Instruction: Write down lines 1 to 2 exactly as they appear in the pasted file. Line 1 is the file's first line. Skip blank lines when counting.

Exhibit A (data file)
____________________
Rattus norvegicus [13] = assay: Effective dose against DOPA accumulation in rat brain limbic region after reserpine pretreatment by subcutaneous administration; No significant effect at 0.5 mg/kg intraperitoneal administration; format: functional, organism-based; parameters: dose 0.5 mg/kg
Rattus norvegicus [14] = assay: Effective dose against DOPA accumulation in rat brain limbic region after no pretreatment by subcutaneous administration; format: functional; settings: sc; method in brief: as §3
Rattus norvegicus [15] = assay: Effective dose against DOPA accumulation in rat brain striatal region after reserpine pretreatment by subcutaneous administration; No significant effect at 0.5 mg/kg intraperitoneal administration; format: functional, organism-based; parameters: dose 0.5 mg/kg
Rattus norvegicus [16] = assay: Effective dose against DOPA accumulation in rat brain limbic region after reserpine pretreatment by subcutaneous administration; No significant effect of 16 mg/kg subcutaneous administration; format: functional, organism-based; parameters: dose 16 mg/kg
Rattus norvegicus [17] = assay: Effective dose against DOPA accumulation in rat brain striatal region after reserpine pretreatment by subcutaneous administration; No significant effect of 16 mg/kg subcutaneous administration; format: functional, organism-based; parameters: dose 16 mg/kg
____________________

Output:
Rattus norvegicus [13] = assay: Effective dose against DOPA accumulation in rat brain limbic region after reserpine pretreatment by subcutaneous administration; No significant effect at 0.5 mg/kg intraperitoneal administration; format: functional, organism-based; parameters: dose 0.5 mg/kg
Rattus norvegicus [14] = assay: Effective dose against DOPA accumulation in rat brain limbic region after no pretreatment by subcutaneous administration; format: functional; settings: sc; method in brief: as §3